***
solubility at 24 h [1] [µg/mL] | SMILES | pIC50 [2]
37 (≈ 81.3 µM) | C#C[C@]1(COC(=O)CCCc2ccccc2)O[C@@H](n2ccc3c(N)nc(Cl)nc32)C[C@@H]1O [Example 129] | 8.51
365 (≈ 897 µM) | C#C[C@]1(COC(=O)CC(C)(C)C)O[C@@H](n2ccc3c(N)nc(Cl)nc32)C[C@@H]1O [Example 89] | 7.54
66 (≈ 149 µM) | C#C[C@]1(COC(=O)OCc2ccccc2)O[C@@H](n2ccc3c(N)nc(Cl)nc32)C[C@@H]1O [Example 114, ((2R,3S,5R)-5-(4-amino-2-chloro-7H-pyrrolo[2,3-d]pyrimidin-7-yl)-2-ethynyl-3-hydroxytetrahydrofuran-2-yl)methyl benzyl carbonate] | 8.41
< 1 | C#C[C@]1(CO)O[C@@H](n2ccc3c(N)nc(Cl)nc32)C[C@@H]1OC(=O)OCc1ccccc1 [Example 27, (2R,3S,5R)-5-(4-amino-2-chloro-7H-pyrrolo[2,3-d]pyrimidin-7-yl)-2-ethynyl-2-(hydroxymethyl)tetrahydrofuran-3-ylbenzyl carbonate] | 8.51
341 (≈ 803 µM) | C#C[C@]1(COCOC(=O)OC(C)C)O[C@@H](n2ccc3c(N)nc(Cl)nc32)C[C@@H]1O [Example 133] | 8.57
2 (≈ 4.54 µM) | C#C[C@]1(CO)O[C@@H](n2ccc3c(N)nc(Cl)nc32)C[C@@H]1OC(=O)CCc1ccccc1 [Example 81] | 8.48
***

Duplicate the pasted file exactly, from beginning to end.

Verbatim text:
solubility at 24 h [1] [µg/mL] | SMILES | pIC50 [2]
37 (≈ 81.3 µM) | C#C[C@]1(COC(=O)CCCc2ccccc2)O[C@@H](n2ccc3c(N)nc(Cl)nc32)C[C@@H]1O [Example 129] | 8.51
365 (≈ 897 µM) | C#C[C@]1(COC(=O)CC(C)(C)C)O[C@@H](n2ccc3c(N)nc(Cl)nc32)C[C@@H]1O [Example 89] | 7.54
66 (≈ 149 µM) | C#C[C@]1(COC(=O)OCc2ccccc2)O[C@@H](n2ccc3c(N)nc(Cl)nc32)C[C@@H]1O [Example 114, ((2R,3S,5R)-5-(4-amino-2-chloro-7H-pyrrolo[2,3-d]pyrimidin-7-yl)-2-ethynyl-3-hydroxytetrahydrofuran-2-yl)methyl benzyl carbonate] | 8.41
< 1 | C#C[C@]1(CO)O[C@@H](n2ccc3c(N)nc(Cl)nc32)C[C@@H]1OC(=O)OCc1ccccc1 [Example 27, (2R,3S,5R)-5-(4-amino-2-chloro-7H-pyrrolo[2,3-d]pyrimidin-7-yl)-2-ethynyl-2-(hydroxymethyl)tetrahydrofuran-3-ylbenzyl carbonate] | 8.51
341 (≈ 803 µM) | C#C[C@]1(COCOC(=O)OC(C)C)O[C@@H](n2ccc3c(N)nc(Cl)nc32)C[C@@H]1O [Example 133] | 8.57
2 (≈ 4.54 µM) | C#C[C@]1(CO)O[C@@H](n2ccc3c(N)nc(Cl)nc32)C[C@@H]1OC(=O)CCc1ccccc1 [Example 81] | 8.48